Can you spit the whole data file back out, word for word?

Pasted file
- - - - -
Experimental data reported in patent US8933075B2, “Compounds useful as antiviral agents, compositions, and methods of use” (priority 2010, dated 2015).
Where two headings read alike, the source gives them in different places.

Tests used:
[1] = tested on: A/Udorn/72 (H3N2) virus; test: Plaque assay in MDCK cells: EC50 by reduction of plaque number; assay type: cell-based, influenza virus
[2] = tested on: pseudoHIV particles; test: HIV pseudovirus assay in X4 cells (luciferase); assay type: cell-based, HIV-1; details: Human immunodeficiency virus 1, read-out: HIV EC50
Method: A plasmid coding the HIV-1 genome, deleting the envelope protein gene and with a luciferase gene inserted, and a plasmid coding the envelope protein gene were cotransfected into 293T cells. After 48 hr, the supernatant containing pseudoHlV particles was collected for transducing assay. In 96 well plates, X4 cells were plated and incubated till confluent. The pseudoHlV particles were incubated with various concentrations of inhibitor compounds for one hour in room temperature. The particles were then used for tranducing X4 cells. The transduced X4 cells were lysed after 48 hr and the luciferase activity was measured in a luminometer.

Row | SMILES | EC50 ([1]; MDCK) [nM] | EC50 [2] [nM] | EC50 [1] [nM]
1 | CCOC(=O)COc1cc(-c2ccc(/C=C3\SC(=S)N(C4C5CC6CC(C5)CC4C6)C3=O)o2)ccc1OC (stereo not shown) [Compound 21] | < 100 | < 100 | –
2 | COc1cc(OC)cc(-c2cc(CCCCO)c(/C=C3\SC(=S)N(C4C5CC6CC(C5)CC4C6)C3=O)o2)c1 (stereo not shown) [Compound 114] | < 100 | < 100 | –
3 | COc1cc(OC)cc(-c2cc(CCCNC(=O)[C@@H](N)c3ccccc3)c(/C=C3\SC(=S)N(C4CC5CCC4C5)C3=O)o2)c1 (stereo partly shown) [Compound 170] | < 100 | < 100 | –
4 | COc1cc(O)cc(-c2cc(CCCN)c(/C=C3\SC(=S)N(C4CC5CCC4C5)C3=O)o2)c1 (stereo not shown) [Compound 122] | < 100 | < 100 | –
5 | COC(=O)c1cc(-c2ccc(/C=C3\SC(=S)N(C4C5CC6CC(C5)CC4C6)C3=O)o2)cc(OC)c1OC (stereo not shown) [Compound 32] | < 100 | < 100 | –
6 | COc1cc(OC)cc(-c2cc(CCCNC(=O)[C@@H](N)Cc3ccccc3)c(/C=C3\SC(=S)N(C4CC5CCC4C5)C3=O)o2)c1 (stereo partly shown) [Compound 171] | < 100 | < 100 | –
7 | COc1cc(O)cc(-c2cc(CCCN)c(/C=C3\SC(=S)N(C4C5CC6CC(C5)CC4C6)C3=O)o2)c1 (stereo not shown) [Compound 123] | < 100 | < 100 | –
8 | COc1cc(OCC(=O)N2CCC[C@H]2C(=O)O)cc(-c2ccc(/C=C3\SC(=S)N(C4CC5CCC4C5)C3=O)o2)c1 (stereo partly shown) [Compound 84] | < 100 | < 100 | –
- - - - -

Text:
Experimental data reported in patent US8933075B2, “Compounds useful as antiviral agents, compositions, and methods of use” (priority 2010, dated 2015).
Where two headings read alike, the source gives them in different places.

Tests used:
[1] = tested on: A/Udorn/72 (H3N2) virus; test: Plaque assay in MDCK cells: EC50 by reduction of plaque number; assay type: cell-based, influenza virus
[2] = tested on: pseudoHIV particles; test: HIV pseudovirus assay in X4 cells (luciferase); assay type: cell-based, HIV-1; details: Human immunodeficiency virus 1, read-out: HIV EC50
Method: A plasmid coding the HIV-1 genome, deleting the envelope protein gene and with a luciferase gene inserted, and a plasmid coding the envelope protein gene were cotransfected into 293T cells. After 48 hr, the supernatant containing pseudoHlV particles was collected for transducing assay. In 96 well plates, X4 cells were plated and incubated till confluent. The pseudoHlV particles were incubated with various concentrations of inhibitor compounds for one hour in room temperature. The particles were then used for tranducing X4 cells. The transduced X4 cells were lysed after 48 hr and the luciferase activity was measured in a luminometer.

Row | SMILES | EC50 ([1]; MDCK) [nM] | EC50 [2] [nM] | EC50 [1] [nM]
1 | CCOC(=O)COc1cc(-c2ccc(/C=C3\SC(=S)N(C4C5CC6CC(C5)CC4C6)C3=O)o2)ccc1OC (stereo not shown) [Compound 21] | < 100 | < 100 | –
2 | COc1cc(OC)cc(-c2cc(CCCCO)c(/C=C3\SC(=S)N(C4C5CC6CC(C5)CC4C6)C3=O)o2)c1 (stereo not shown) [Compound 114] | < 100 | < 100 | –
3 | COc1cc(OC)cc(-c2cc(CCCNC(=O)[C@@H](N)c3ccccc3)c(/C=C3\SC(=S)N(C4CC5CCC4C5)C3=O)o2)c1 (stereo partly shown) [Compound 170] | < 100 | < 100 | –
4 | COc1cc(O)cc(-c2cc(CCCN)c(/C=C3\SC(=S)N(C4CC5CCC4C5)C3=O)o2)c1 (stereo not shown) [Compound 122] | < 100 | < 100 | –
5 | COC(=O)c1cc(-c2ccc(/C=C3\SC(=S)N(C4C5CC6CC(C5)CC4C6)C3=O)o2)cc(OC)c1OC (stereo not shown) [Compound 32] | < 100 | < 100 | –
6 | COc1cc(OC)cc(-c2cc(CCCNC(=O)[C@@H](N)Cc3ccccc3)c(/C=C3\SC(=S)N(C4CC5CCC4C5)C3=O)o2)c1 (stereo partly shown) [Compound 171] | < 100 | < 100 | –
7 | COc1cc(O)cc(-c2cc(CCCN)c(/C=C3\SC(=S)N(C4C5CC6CC(C5)CC4C6)C3=O)o2)c1 (stereo not shown) [Compound 123] | < 100 | < 100 | –
8 | COc1cc(OCC(=O)N2CCC[C@H]2C(=O)O)cc(-c2ccc(/C=C3\SC(=S)N(C4CC5CCC4C5)C3=O)o2)c1 (stereo partly shown) [Compound 84] | < 100 | < 100 | –